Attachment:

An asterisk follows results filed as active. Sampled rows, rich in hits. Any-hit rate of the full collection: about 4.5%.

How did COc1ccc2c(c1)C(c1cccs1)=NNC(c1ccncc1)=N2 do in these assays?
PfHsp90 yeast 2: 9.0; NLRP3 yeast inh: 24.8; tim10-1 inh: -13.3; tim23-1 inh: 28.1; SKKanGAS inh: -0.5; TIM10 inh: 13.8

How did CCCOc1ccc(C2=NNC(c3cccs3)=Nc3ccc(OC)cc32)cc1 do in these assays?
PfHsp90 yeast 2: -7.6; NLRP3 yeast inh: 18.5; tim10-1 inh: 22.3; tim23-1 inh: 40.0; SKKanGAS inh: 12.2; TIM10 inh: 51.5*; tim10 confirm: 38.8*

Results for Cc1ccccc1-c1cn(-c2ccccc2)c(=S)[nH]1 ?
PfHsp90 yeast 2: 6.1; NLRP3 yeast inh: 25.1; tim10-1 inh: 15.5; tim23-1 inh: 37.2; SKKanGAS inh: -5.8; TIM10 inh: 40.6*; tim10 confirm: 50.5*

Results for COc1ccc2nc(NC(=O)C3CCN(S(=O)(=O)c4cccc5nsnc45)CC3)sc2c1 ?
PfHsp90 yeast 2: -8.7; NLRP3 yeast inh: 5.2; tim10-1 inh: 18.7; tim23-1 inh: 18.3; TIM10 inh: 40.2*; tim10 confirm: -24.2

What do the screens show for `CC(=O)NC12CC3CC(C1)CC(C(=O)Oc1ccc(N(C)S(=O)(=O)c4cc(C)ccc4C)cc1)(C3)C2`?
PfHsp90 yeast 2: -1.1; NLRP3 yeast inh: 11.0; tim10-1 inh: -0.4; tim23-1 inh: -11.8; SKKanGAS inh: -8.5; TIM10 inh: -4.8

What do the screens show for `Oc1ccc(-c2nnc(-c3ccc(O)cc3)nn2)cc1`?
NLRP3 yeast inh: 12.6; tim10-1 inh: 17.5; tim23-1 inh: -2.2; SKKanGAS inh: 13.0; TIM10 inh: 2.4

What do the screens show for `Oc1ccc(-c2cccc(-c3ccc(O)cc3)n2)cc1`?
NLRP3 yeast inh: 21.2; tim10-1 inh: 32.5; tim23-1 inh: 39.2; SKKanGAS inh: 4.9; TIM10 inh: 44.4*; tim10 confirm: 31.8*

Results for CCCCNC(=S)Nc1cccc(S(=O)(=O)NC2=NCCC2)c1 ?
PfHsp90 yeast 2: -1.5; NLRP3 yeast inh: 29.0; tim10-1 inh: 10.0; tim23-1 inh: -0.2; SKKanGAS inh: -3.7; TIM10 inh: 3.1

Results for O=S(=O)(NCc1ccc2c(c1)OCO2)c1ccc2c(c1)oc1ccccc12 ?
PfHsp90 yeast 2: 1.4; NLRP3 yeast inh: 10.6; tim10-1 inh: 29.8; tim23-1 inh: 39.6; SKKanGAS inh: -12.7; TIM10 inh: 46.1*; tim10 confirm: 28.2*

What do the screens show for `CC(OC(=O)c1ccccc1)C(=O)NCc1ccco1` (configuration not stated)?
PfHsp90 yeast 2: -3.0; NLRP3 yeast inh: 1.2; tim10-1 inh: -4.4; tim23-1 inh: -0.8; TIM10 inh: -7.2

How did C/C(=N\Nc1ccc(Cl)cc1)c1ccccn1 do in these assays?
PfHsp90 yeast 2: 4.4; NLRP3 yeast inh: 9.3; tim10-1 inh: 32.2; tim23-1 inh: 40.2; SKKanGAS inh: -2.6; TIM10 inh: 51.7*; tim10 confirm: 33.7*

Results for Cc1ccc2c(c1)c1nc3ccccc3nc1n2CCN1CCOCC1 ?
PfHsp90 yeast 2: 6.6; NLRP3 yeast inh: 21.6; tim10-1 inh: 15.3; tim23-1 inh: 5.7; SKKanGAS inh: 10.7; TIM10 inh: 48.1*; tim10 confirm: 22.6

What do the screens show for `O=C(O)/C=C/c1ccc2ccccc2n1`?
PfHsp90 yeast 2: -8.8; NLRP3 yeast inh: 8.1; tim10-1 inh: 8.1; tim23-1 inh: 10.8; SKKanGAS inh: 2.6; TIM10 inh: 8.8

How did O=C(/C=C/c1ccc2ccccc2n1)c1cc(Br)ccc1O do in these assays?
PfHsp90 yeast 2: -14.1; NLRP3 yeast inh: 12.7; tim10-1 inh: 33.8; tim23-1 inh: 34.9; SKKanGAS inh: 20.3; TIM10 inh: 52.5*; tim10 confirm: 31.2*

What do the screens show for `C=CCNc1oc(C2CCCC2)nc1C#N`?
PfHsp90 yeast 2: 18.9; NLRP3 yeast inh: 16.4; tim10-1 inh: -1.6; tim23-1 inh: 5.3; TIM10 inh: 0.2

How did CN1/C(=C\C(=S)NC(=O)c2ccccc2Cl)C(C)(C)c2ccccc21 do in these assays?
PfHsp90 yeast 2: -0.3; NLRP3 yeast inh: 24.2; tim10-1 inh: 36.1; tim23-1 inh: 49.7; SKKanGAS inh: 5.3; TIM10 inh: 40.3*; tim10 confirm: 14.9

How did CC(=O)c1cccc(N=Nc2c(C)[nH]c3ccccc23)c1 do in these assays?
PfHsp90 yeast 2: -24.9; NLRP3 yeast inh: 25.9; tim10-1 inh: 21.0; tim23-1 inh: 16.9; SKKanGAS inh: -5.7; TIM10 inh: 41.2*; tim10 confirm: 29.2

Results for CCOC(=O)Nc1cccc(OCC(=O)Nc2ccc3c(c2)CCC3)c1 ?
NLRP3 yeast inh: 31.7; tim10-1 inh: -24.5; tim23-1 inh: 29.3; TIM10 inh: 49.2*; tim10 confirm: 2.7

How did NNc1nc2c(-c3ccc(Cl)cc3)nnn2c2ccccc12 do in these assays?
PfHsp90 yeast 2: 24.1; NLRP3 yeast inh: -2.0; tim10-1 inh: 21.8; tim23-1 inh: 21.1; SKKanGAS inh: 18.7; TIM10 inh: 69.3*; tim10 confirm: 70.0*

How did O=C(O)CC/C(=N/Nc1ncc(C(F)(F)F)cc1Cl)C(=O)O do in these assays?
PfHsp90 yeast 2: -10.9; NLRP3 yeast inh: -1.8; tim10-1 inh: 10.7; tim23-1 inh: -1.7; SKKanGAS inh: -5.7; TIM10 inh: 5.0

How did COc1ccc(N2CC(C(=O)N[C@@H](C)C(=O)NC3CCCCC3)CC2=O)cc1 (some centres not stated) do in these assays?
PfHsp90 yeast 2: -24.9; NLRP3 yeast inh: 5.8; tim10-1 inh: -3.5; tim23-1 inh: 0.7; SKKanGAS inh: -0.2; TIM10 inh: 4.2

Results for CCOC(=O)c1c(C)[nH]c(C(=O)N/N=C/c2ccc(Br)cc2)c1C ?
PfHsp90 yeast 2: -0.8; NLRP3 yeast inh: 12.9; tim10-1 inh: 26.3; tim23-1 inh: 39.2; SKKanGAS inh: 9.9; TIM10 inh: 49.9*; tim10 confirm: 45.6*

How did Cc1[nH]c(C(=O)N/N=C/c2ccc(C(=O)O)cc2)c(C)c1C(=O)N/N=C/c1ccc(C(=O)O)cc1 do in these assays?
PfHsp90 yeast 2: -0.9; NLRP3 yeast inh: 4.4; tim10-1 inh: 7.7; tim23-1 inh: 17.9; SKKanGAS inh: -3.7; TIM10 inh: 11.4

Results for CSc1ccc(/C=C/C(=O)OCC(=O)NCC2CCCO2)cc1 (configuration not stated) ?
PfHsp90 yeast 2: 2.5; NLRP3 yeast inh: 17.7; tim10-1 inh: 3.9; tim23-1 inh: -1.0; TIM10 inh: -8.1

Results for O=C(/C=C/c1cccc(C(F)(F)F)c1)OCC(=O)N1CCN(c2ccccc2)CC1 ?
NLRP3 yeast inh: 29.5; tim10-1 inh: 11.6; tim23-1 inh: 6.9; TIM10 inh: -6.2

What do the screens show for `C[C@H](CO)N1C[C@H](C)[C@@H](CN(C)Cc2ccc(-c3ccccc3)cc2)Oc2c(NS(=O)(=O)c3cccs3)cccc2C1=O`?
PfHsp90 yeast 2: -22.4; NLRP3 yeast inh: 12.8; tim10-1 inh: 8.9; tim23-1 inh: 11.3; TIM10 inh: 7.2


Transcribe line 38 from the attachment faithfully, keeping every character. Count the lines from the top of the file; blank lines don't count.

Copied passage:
How did NNc1nc2c(-c3ccc(Cl)cc3)nnn2c2ccccc12 do in these assays?